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Kids soar with mentoring through juvenile justice programs

Column by Commissioner Cook

  • 17 March 2022
  • Author: Doris Sanchez
  • Number of views: 806

When comparing 2019 data to that of the 2016 military structure, youth grievances were down 83%, suicide watches down 93%, use of physical restraints down 31% and program completions were up 45%. 

Additionally, two Williamson County district judges involved with youth dockets, Family Court Judge Betsy Lambeth and Juvenile Court Judge Stacey Mathews, were trained, along with their staff in TBRI and hosted a legal conference in 2017 that focused on it. With the TBRI approach, probation violation revocations fell from 86 cases in fiscal year 2016 to 26 cases in fiscal year 2019. (Data from fiscal years 2020 and 2021 are too distorted by COVID-19 to include). 

Further, Mathews challenged the juvenile center staff to meet the needs of some of their toughest cases to reduce the number of kids committed to the Texas Juvenile Justice Department, the state correctional facility. Indeed, the TBRI approach and refined collaboration among the staff even reached those kids, and in fiscal year 2019, only one child was committed to the state facility, keeping youths in residential services closer to home in Williamson County.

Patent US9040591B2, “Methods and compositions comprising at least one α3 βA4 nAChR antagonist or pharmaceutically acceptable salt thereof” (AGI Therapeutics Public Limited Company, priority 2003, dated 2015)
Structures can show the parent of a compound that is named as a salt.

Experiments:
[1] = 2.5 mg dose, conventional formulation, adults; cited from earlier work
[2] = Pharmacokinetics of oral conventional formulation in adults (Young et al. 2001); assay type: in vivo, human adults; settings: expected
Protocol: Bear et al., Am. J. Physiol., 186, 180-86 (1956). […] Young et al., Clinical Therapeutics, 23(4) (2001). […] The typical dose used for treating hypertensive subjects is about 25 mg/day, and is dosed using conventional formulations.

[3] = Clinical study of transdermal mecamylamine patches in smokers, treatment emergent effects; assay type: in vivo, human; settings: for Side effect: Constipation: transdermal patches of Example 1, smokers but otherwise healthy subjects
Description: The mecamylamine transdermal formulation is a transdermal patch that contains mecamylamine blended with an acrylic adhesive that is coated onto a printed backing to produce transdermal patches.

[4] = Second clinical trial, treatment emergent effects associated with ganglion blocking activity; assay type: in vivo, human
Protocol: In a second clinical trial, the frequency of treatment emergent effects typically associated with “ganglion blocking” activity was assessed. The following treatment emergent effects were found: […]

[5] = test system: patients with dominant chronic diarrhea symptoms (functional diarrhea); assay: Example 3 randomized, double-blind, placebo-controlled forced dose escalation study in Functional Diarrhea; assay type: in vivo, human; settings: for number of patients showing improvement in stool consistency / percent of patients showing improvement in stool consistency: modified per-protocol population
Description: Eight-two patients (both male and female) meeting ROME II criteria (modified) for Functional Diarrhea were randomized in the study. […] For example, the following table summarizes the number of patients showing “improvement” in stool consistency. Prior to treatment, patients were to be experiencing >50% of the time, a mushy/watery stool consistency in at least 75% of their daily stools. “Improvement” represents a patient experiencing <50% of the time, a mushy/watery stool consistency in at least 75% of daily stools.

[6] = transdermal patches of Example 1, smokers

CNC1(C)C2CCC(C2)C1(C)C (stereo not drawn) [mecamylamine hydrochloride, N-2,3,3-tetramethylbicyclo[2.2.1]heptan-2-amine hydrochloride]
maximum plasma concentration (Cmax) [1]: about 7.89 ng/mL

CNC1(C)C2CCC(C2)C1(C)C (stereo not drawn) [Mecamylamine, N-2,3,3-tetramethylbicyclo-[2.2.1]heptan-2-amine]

This work is not limited to the kids in juvenile services. TBRI is being taught to families, schools and community providers by staffers of the juvenile center to further support progress for these kids as they transition to home and their communities.

On Feb. 15, Juvenile Services was recognized by the Commissioners Court for being designated as a TBRI Ambassador Organization, the fifth group in the world and first juvenile justice agency to receive such a designation from the Karyn Purvis Institute. 

That’s not all. There’s another connected axis of approach with these kids. It’s referred to as “finding their spark(s).”  The Search Institute, a nonprofit that promotes positive youth development and advances equity, explored why some young people thrive while others don’t. The institute defines interests and passions as “sparks,” lighting a child’s life when encouraged to pursue them. Anyone can support a child in discovering their sparks known to promote positive developmental and academic outcomes. The Search Institute’s research indicates more avenues to these sparks would lead to greater school success as kids connect with the programs and commit to them. 

Juvenile services staff work alongside parents and youths to identify each child’s spark, find a pathway for them to participate in it, and then support it. They encourage the families of these kids to join outings to share in the experience, like simple picnics where there may be canoeing, fishing and biking. Others may be painting, writing, music and athletics. Juvenile services staff reach out to the community with needs, and businesses and citizens respond by providing musical instruments, reduced fees for lessons, free gym memberships, and even purchasing and delivering basketball goals to homes.

Addressing trauma as the root cause and developing sparks is changing the trajectory of these kids’ lives, thanks to the courage to seek change and be that change at Williamson County Juvenile Services.

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